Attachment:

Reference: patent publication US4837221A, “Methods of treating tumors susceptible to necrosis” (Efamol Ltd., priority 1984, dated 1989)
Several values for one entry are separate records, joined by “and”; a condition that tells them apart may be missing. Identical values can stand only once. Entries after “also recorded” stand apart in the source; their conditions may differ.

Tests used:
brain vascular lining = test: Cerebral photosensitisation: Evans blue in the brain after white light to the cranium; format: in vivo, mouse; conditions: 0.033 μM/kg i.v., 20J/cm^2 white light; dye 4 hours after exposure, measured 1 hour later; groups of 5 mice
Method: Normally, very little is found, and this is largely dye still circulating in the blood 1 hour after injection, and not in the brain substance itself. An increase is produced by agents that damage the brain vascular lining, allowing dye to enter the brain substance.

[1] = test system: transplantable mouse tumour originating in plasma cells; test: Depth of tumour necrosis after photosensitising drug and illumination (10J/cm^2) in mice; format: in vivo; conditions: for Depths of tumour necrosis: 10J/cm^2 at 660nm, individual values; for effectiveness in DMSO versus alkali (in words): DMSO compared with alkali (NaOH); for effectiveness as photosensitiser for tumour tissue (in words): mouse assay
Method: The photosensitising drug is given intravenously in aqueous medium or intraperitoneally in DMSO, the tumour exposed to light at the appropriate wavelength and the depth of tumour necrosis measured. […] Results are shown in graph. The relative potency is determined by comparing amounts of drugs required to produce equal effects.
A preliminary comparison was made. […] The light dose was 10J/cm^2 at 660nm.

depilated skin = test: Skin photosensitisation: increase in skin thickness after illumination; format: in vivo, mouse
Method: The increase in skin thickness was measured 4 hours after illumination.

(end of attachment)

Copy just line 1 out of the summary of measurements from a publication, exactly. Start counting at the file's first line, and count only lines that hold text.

Reference: patent publication US4837221A, “Methods of treating tumors susceptible to necrosis” (Efamol Ltd., priority 1984, dated 1989)